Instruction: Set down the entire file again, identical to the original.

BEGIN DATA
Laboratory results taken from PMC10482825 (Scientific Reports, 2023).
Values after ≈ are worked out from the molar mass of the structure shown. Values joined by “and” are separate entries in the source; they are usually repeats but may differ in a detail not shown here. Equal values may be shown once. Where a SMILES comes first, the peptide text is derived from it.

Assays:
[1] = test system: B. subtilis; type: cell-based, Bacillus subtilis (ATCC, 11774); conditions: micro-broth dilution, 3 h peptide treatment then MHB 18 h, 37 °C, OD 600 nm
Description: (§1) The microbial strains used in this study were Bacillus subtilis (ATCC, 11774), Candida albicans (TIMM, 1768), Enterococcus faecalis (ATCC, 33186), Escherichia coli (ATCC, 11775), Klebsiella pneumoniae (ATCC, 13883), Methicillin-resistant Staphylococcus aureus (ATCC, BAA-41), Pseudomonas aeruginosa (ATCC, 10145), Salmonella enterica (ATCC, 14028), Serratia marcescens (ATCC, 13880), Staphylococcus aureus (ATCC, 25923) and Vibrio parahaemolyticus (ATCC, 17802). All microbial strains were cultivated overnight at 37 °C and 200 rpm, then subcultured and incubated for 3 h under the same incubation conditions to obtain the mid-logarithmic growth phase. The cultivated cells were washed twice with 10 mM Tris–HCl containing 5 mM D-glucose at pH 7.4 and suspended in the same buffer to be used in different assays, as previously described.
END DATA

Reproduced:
Laboratory results taken from PMC10482825 (Scientific Reports, 2023).
Values after ≈ are worked out from the molar mass of the structure shown. Values joined by “and” are separate entries in the source; they are usually repeats but may differ in a detail not shown here. Equal values may be shown once. Where a SMILES comes first, the peptide text is derived from it.

Assays:
[1] = test system: B. subtilis; type: cell-based, Bacillus subtilis (ATCC, 11774); conditions: micro-broth dilution, 3 h peptide treatment then MHB 18 h, 37 °C, OD 600 nm
Description: (§1) The microbial strains used in this study were Bacillus subtilis (ATCC, 11774), Candida albicans (TIMM, 1768), Enterococcus faecalis (ATCC, 33186), Escherichia coli (ATCC, 11775), Klebsiella pneumoniae (ATCC, 13883), Methicillin-resistant Staphylococcus aureus (ATCC, BAA-41), Pseudomonas aeruginosa (ATCC, 10145), Salmonella enterica (ATCC, 14028), Serratia marcescens (ATCC, 13880), Staphylococcus aureus (ATCC, 25923) and Vibrio parahaemolyticus (ATCC, 17802). All microbial strains were cultivated overnight at 37 °C and 200 rpm, then subcultured and incubated for 3 h under the same incubation conditions to obtain the mid-logarithmic growth phase. The cultivated cells were washed twice with 10 mM Tris–HCl containing 5 mM D-glucose at pH 7.4 and suspended in the same buffer to be used in different assays, as previously described.